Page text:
December 16, 2009 // Local

From pastor to rector to bishop, Bishop Rhoades explains priesthood

By Tim Johnson

HARRISBURG, Pa. — In this Year for Priests promulgated by Pope Benedict XVI, it is easily discerned that priestly formation is a high priority with Bishop Kevin C. Rhoades. His priestly duties have included pastor at an inner-city parish, seminary rector as well as bishop.

The former rector of Mount Saint Mary’s Seminary in Emmitsburg, Md., from March of 1997 to Dec. 9, 2004, was also an instructor of systematic theology, canon law and Hispanic ministry as a full-time faculty member for the two years prior to his assignment.
“I felt very blessed to be invited and sent to teach there,” Bishop Rhoades said. “I was very surprised when I was asked to be the rector of the seminary.”

That was a big responsibility. Mount Saint Mary’s is a national seminary, the oldest in the United States, and seminarians from throughout the United States attend there. The seminary is noted for its strong spiritual life. Prayer life includes a holy hour every day of eucharistic adoration besides daily Mass and liturgy of the hours. And the academic program is very rigorous.

Rector, spiritual father
“I really saw my role there as a spiritual father,” Bishop Rhoades told Today’s Catholic from his office in Harrisburg, Pa., in early December. “That is how I thought of the role of being the rector.”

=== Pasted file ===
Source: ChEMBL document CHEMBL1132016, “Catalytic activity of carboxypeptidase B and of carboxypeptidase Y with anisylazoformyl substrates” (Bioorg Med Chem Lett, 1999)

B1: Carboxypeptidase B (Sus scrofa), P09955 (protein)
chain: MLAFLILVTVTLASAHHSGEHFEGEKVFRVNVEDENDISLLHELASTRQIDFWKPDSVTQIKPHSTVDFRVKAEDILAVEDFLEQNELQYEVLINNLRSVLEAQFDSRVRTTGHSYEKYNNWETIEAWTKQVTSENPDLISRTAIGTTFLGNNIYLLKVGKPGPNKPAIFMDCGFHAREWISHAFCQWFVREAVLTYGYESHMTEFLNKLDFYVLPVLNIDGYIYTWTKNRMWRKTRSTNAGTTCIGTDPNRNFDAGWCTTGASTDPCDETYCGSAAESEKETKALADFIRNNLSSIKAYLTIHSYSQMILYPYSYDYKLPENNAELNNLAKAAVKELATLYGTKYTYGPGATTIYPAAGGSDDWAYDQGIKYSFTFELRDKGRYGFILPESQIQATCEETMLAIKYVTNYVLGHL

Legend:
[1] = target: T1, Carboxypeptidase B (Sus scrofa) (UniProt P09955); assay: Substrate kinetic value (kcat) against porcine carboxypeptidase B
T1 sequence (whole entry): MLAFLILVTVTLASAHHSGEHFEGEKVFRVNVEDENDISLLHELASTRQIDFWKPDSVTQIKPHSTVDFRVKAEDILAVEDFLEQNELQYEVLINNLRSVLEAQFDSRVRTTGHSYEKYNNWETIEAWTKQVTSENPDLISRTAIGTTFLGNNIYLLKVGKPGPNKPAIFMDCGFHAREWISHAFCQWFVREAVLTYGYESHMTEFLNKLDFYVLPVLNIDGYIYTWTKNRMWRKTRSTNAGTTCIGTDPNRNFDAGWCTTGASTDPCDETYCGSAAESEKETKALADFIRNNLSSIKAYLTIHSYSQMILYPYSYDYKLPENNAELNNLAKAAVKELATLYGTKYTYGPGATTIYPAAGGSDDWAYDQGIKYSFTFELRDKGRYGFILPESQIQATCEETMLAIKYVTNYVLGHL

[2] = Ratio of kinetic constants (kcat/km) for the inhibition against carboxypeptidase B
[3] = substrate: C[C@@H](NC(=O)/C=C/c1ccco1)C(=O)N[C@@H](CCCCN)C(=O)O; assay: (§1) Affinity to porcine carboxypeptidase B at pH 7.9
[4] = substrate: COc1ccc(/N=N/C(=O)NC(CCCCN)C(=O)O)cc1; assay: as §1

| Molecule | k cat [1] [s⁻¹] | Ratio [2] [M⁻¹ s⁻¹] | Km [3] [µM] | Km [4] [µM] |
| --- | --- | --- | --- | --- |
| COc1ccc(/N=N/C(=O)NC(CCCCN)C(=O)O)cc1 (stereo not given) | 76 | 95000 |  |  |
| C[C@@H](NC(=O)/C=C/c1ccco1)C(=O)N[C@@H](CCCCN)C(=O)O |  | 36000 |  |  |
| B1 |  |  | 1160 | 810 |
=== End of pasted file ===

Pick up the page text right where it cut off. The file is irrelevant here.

Bishop Rhoades gave weekly rector’s conferences where he talked to the seminarians about different facets of priestly life and ministry. And while rector, he continued to teach a course on the priesthood.

“It was very rewarding,” Bishop Rhoades said, “I would say they were very happy years there, but also very humbling to be a part of the preparation of men for the priesthood.”

He said, “I was very much guided throughout my priesthood, but also as rector by the teaching and the example of Pope John Paul II, and I think the way I led the seminary was very much in accord with the thinking of Pope John Paul when he wrote that wonderful apostolic exhortation, ‘I Will Give You Shepherds.’”

The exhortation outlines how men should be formed for the priesthood.

As rector, he was concerned with the spiritual, intellectual, pastoral and human formation.

“It is really joyful for me when I go around now to different dioceses, I see these men who were seminarians doing such wonderful work as priests. It is very edifying for me,” he said.

Bishop Rhoades said it is so important in seminary that the habit of prayer, continual study, being faithful to the teachings of the church be developed in the priests, so they can, as Pope John Paul II said, “be shepherds after the heart of Christ.”

Preparation as a bishop
Bishop Rhoades’ days as a seminary rector was great preparation to be a bishop. As the head of an educational ecclesial community, the rector was in charge of employees, he supervised faculty and seminarians, and he held a role of spiritual fatherhood.”

It involves Christ the Good Shepherd. “In a sense,” Bishop Rhoades said, “I think that’s how a rector is in the community of a seminary, that’s how a bishop is in his diocese.”

“And that is how I look at the role of bishop,” he said, “not so much as the CEO or the administrator, but really spiritual father of the diocese — both for the priests, but also for the people.”

Culture of vocations